working of JK flip flop

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circuit2000

Joined Jul 6, 2006
33
I am unable to understand the working of a positive edge triggered JK flip flop. In the figure, there are 2 AND gates on the left (one over the other) and there are 2 NOR gates on the right (one over the other). I have used an RS flip flop to construct the JK flip flop. The inputs J and K are denoted as 2 & 5 respectively. Q’ is the complement of Q. The output Q’ is connected to input number 1 of upper AND gate and the output Q is connected to input number 6. The inputs 3 & 4 are connected to the clock pulse.
Now consider the input condition J=0, K=1 and at this point the clock pulse makes a positive transition. The explanation given in my book is as follows:
When J is low and K is high, the upper AND gate is disabled, so there is no way to set the flip flop. The only possibility is reset. When Q is high, the lower gate passes a reset pulse as soon as the next clock edge arrives. This forces Q to become low. Therefore, J=0, K=1 means that the next positive transition of the clock resets the flip flop.
The lower gate sends a reset pulse which means it sends a low voltage signal. Why does this happen? Now, the lower AND gate has 3 inputs. At the time the positive edge of clock pulse arrives, K=1. So, two of the inputs of the lower AND gate is high. Suppose at this instant, Q was high. Then three of the inputs of the lower AND gate is high, which means the output would be high .i.e. S is high. A high at any of the inputs of a NOR gate gives a low output. Hence Q’ is low. Now, Q’ is one of the inputs of the upper NOR gate. As J=0, R=0. Hence the two inputs of the upper NOR gate is low. Hence, Q=1. There is something to do with the third input(1 & 6). I think digital electronics is tough if you don’t have good teacher. Someone please guide me!!!!!!!!!!!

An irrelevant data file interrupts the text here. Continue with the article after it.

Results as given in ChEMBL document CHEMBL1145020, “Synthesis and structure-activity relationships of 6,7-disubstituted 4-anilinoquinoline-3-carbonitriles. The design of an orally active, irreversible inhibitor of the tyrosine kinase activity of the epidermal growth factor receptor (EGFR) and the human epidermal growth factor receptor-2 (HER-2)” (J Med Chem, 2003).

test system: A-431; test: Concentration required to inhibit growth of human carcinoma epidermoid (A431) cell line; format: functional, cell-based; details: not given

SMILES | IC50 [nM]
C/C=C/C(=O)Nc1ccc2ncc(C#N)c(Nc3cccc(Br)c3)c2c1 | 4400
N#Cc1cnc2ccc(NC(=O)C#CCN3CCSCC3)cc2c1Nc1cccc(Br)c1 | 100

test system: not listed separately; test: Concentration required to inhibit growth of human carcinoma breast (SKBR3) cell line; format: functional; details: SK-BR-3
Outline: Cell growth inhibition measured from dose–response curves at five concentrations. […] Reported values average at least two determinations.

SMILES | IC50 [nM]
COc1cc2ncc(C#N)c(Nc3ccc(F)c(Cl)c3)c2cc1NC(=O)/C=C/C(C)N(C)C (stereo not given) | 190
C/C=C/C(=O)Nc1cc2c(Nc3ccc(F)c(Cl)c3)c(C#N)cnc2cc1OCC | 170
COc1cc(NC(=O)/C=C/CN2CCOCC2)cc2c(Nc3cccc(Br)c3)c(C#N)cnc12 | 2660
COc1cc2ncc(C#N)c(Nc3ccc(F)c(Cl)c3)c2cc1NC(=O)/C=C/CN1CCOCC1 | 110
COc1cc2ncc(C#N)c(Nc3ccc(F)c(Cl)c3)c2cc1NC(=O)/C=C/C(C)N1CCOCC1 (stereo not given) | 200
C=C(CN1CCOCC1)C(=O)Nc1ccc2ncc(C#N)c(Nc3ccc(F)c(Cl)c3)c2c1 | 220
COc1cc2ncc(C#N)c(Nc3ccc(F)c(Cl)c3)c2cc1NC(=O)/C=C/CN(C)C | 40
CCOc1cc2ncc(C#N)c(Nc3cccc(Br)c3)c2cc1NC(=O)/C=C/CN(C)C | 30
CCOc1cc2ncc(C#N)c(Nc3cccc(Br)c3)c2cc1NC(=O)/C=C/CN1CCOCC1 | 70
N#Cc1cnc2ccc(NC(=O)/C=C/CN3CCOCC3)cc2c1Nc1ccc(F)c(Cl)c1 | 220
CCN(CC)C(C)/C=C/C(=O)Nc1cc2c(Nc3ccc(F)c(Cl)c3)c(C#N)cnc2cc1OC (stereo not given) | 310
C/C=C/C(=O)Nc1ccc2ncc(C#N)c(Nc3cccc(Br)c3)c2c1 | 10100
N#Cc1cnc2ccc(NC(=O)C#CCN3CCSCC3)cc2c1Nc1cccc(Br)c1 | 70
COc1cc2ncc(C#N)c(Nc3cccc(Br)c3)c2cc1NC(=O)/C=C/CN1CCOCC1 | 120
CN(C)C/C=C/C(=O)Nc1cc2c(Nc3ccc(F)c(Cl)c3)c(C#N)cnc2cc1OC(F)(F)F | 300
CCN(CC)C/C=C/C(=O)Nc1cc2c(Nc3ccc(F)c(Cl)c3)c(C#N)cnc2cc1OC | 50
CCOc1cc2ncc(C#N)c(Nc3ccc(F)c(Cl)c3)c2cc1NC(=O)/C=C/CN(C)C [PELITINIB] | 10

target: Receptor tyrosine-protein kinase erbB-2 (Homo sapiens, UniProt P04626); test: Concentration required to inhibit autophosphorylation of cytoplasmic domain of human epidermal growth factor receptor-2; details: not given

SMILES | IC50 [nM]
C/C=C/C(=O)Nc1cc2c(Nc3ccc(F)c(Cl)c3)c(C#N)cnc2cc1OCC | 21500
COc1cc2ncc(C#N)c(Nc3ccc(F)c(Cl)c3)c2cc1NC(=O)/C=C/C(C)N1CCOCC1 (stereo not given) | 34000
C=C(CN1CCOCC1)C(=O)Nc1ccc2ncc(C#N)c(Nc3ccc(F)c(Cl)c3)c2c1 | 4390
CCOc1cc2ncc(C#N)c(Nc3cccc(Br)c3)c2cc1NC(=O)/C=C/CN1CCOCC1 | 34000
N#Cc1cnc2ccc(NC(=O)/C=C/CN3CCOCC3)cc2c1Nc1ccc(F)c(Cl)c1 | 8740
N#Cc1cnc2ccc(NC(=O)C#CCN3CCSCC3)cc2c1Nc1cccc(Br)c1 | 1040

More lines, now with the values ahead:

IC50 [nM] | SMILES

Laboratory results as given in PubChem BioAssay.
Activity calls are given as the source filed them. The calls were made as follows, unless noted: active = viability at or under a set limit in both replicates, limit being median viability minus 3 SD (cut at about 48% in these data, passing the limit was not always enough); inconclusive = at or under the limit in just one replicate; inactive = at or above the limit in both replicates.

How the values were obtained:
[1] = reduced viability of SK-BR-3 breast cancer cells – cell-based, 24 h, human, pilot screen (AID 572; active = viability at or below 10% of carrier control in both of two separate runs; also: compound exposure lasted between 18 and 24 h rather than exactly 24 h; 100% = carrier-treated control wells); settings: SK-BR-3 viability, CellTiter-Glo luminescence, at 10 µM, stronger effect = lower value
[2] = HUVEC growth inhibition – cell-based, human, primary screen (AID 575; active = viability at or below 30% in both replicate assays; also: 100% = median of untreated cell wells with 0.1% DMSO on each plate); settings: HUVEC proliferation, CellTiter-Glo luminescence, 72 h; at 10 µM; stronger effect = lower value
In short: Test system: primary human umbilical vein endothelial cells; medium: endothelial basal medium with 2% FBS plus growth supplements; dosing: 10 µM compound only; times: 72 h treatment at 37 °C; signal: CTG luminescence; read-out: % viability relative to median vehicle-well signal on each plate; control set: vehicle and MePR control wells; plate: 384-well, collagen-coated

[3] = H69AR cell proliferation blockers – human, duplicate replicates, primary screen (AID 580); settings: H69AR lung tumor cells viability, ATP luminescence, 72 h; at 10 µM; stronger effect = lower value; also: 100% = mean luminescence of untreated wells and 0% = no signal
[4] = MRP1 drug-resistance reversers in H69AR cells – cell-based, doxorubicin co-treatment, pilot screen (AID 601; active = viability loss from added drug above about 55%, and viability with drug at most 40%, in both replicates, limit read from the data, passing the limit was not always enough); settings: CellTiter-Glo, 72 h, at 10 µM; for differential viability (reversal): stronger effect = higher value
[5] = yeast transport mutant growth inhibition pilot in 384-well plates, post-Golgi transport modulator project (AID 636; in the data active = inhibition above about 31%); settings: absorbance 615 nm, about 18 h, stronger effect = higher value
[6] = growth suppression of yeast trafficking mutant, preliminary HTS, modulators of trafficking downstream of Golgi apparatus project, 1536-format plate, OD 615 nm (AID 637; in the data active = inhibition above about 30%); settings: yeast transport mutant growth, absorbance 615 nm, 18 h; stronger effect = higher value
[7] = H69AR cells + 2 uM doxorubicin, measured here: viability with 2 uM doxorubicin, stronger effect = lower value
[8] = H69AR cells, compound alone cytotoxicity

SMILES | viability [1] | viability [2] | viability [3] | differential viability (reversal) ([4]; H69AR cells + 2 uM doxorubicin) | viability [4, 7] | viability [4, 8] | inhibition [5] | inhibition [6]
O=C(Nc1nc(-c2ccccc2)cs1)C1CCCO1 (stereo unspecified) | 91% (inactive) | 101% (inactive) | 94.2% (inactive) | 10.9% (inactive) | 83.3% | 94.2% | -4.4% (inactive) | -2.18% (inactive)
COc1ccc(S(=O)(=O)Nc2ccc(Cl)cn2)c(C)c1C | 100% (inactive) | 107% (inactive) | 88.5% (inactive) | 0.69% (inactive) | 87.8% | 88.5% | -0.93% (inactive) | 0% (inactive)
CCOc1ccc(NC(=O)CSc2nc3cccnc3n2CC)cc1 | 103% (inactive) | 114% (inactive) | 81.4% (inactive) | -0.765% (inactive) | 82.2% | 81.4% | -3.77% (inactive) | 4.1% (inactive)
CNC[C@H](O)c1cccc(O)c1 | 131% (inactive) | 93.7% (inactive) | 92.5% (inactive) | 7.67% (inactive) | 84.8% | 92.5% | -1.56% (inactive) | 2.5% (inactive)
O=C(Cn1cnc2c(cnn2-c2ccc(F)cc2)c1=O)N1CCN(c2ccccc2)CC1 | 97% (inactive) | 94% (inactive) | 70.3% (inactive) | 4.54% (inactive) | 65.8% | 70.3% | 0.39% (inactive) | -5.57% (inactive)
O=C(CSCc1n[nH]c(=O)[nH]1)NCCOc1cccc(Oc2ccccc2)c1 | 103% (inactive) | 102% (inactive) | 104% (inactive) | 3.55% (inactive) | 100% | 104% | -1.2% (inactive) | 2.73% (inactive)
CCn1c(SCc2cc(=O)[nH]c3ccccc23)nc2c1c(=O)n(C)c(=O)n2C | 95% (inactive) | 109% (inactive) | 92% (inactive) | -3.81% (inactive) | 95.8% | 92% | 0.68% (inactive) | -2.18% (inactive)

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beenthere

Joined Apr 20, 2004
15,819
Hi,

Part of the problem is that it's hard to get your example into a known state. Get the data sheet for a 7473 or 7476 and you'll see that J - K's are a bit more elaborate internally.

That's also why I use D flip-flops. There's just no doubt about the functioning.
 

Papabravo

Joined Feb 24, 2006
13,924
Hi,

Part of the problem is that it's hard to get your example into a known state. Get the data sheet for a 7473 or 7476 and you'll see that J - K's are a bit more elaborate internally.

That's also why I use D flip-flops. There's just no doubt about the functioning.
Getting things to a known state is a problem for any type of memory device. S-R, D, T or J-K it doesn't matter. Same thing for invalid state recovery. You either do the job or you don't.

My friends and I always said there were two types of logic designers. We even called 'em JK-designers and everybody else. Sorry you weren't able to cross over.

In the simplest possible terms the two inputs called J and K allow the FF to do one and only one of four things, These are SET, CELAR,TOGGLE, and HOLD. Every J-K FF you will ever see besides all the ones that you won't does the same four things. What could be more straight forward?
 

dragan733

Joined Dec 12, 2004
152
In the book is wrote: "Therefore, J=0, K=1 means that the next positive transition of the clock RESETS the flip flop." That is a fault.Corrected is: "Therefore, J=0, K=1 means that the next positive transition of the clock SETS the flip flop." Therefore, always when the situation is: J=0, K=1, always is: Q=1
 
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